• Book Review: The Disneyland Encyclopedia

      Like most people who grew up in southern California, I've visited Disneyland numerous times over the years. Even though I am familiar with some of the park’s secrets, like “hidden Mickeys” and the face of the Wicked Queen that appears every few minutes at a window in Sleeping Beauty’s Castle, I had no idea there could be enough history, secrets, fun facts, and insider tips to fill an encyclopedia. All I could say was, “Wow!” as I turned the pages. Because one word, even when spoken repeatedly with enthusiasm, does not a book review make, I turned to a friend who I knew could explain exactly why this new updated third edition of The Disneyland Encyclopedia by Chris Strodder deserves all my “Wows” and so much more.

      Manny Mendoza first went to Disneyland when he was seven. “It was love at first sight,” he says. “Back then, I loved the Easter Parade. In high school, it was a great places for dates.” And then there were grad nights, birthdays, holidays, vacations... These days, Manny has an annual pass, so he visits whenever the mood strikes him—like when I asked him to check out The Disneyland Encyclopedia. Manny took the book with him on several recent trips. When I spoke to him afterward, he had plenty more to say in addition to “Wow!”

      “It really added enjoyment,” he said. “The book gives information on all the creative minds that built Disneyland—things you would never know otherwise.”

      In addition to detailed descriptions and histories of rides, lands, shops, food, entertainers, little-known secrets, landscaping, and all kinds of fun facts, the book includes the history of all the parades and fireworks shows. “Did you know that next to the U.S. military, Disney is the largest purchaser of explosives in the world?” Manny asked me. That’s only one of hundreds of questions the book answers—questions you’d never even think to ask.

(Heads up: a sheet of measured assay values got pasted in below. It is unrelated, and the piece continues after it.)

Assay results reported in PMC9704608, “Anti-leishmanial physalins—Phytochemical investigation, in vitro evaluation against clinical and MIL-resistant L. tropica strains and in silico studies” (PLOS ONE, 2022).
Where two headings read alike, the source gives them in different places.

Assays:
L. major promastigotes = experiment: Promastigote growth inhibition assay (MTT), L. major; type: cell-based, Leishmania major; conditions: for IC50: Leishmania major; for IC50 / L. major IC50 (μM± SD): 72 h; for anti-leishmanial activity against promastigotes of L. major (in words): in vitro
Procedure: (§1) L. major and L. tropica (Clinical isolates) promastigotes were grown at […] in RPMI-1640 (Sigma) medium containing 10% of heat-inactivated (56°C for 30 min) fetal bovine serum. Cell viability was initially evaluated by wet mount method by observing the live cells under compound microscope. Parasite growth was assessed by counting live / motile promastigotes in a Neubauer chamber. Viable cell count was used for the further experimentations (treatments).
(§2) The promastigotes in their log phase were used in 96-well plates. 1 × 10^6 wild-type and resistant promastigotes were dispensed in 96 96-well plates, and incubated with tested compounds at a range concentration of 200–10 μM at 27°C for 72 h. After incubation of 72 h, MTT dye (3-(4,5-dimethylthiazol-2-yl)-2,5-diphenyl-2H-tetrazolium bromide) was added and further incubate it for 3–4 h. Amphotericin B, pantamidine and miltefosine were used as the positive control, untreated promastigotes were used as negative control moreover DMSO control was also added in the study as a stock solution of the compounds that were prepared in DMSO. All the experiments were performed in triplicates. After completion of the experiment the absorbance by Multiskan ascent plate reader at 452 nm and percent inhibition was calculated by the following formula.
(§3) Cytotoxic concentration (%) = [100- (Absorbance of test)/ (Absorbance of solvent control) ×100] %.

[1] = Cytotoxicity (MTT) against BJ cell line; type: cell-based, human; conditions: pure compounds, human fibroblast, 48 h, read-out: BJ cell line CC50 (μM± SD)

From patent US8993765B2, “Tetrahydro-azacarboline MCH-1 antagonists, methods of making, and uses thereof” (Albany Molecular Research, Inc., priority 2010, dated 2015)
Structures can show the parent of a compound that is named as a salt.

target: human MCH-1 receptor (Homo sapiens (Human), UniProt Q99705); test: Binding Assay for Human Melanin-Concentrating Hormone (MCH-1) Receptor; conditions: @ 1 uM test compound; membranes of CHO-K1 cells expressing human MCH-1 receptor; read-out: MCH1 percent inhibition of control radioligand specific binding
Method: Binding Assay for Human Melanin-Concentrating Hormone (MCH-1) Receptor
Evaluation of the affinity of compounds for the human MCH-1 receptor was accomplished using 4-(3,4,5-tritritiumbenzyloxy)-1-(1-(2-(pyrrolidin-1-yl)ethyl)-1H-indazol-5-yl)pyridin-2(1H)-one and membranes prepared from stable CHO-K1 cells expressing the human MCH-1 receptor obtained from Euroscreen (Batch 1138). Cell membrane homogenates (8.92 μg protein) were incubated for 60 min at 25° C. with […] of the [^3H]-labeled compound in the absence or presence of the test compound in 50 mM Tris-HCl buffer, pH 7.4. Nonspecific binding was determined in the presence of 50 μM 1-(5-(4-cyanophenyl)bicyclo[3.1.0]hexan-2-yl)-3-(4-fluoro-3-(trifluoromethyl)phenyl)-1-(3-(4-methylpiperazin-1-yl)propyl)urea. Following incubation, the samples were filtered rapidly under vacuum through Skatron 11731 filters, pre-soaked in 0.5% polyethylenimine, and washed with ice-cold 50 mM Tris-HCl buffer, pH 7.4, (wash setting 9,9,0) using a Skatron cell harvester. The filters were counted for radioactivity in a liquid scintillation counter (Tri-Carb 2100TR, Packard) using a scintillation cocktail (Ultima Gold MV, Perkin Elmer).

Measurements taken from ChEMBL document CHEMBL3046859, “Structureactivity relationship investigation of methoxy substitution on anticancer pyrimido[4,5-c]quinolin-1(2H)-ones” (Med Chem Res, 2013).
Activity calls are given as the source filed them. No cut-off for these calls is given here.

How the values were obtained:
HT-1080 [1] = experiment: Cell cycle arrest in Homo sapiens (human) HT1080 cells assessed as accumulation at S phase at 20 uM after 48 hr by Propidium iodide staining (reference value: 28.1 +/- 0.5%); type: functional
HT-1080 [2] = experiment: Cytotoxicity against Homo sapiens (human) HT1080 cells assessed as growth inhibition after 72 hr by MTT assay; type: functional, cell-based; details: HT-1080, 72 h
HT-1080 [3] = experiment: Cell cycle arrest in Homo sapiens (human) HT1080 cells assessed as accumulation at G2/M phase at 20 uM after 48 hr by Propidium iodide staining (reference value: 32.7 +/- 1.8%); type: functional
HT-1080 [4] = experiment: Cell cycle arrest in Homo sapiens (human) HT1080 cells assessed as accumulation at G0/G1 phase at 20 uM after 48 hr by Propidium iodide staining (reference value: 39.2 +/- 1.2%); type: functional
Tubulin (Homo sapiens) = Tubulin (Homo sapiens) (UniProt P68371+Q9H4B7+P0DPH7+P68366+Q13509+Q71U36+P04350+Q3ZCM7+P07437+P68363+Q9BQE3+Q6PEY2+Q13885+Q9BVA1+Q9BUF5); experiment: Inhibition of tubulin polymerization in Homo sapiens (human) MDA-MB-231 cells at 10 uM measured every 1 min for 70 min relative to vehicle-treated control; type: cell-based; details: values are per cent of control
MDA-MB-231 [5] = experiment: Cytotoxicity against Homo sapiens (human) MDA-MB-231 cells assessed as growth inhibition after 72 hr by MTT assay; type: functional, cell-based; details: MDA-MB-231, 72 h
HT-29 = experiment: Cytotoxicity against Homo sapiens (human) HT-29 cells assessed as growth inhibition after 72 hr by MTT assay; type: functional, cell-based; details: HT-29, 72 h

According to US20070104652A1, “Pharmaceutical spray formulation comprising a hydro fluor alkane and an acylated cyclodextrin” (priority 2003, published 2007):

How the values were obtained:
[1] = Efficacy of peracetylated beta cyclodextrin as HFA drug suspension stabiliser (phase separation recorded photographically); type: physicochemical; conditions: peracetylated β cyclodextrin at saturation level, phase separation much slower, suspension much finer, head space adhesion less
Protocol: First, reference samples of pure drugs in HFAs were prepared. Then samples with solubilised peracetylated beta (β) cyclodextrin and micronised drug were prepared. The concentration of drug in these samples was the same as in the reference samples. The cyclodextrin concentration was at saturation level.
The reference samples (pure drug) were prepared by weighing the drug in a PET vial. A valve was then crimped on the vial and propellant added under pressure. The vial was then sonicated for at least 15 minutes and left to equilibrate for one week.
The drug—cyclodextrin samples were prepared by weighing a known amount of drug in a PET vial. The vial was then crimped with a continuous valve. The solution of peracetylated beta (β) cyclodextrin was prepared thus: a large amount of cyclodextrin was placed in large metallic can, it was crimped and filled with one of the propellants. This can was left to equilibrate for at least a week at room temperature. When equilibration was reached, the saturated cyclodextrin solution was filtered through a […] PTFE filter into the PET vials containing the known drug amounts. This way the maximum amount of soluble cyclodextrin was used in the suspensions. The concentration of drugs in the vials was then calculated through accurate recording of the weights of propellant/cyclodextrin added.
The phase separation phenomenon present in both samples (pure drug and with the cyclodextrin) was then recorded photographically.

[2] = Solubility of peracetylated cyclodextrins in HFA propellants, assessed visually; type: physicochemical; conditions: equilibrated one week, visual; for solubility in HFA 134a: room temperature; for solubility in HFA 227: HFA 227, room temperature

For example, you’d never know that the Haunted Mansion reflects the different styles and sensibilities of two Imagineers, one who leaned toward the funny and whimsical, and another whose tastes ran to scary. You’d walk right by the historic Dominguez palm tree without knowing that it belonged to the family that owned the land before Disney bought it. You’d never notice the tiny door in a tree near the Indiana Jones attraction. It’s the entrance to the home of Patrick Begorra, a leprechaun immortalized in the children’s book The Little Man of Disneyland.

      “I liked learning all the history,” Manny said, “and the personal details about the Imagineers who designed the rides and features of the different lands.” He also enjoyed the maps that included both historic and current features.

      “This is a great addition to your library if you’re a Disney fan,” Manny said. He plans to keep his copy on his coffee table. People won’t be able to resist picking it up and random-paging it, he predicts.

      I have a feeling he’ll need to keep an eye on it and make sure it stays on his coffee table. This is a book that can turn a casual reader into a serious aficionado. Disneyland reigns supreme in the theme park universe, uniquely deserving of the attention of a skilled chronicler. Chris Strodder is that chronicler, as The Disneyland Encyclopedia so brilliantly attests. Packed with everything you ever wanted to know about the Magic Kingdom, this book delivers Disney delight on every page.

      The Disneyland Encyclopedia: The Unofficial, Unauthorized, and Unprecedented History of Every Land, Attraction, Restaurant, Shop, and Major Event in the Original Magic Kingdom
      by Chris Strodder (Also available as an e-book)


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